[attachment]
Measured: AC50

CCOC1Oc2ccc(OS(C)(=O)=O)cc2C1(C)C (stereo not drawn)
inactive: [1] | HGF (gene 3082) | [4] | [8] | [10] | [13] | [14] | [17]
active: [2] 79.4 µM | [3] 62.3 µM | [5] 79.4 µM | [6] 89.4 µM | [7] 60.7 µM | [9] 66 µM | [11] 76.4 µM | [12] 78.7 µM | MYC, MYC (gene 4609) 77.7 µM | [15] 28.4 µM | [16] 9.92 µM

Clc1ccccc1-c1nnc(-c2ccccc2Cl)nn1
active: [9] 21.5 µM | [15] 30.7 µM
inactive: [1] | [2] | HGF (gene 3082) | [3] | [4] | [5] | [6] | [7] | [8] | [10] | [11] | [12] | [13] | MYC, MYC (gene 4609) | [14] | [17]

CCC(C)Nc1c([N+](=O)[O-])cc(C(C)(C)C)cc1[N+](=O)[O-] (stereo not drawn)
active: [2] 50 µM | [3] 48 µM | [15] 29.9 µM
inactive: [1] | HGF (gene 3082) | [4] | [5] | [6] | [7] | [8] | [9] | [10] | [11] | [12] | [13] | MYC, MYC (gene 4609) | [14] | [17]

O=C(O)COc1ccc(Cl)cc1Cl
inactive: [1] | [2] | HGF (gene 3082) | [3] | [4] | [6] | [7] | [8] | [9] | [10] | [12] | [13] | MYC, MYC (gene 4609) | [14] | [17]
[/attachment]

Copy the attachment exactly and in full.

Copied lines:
Measured: AC50

CCOC1Oc2ccc(OS(C)(=O)=O)cc2C1(C)C (stereo not drawn)
inactive: [1] | HGF (gene 3082) | [4] | [8] | [10] | [13] | [14] | [17]
active: [2] 79.4 µM | [3] 62.3 µM | [5] 79.4 µM | [6] 89.4 µM | [7] 60.7 µM | [9] 66 µM | [11] 76.4 µM | [12] 78.7 µM | MYC, MYC (gene 4609) 77.7 µM | [15] 28.4 µM | [16] 9.92 µM

Clc1ccccc1-c1nnc(-c2ccccc2Cl)nn1
active: [9] 21.5 µM | [15] 30.7 µM
inactive: [1] | [2] | HGF (gene 3082) | [3] | [4] | [5] | [6] | [7] | [8] | [10] | [11] | [12] | [13] | MYC, MYC (gene 4609) | [14] | [17]

CCC(C)Nc1c([N+](=O)[O-])cc(C(C)(C)C)cc1[N+](=O)[O-] (stereo not drawn)
active: [2] 50 µM | [3] 48 µM | [15] 29.9 µM
inactive: [1] | HGF (gene 3082) | [4] | [5] | [6] | [7] | [8] | [9] | [10] | [11] | [12] | [13] | MYC, MYC (gene 4609) | [14] | [17]

O=C(O)COc1ccc(Cl)cc1Cl
inactive: [1] | [2] | HGF (gene 3082) | [3] | [4] | [6] | [7] | [8] | [9] | [10] | [12] | [13] | MYC, MYC (gene 4609) | [14] | [17]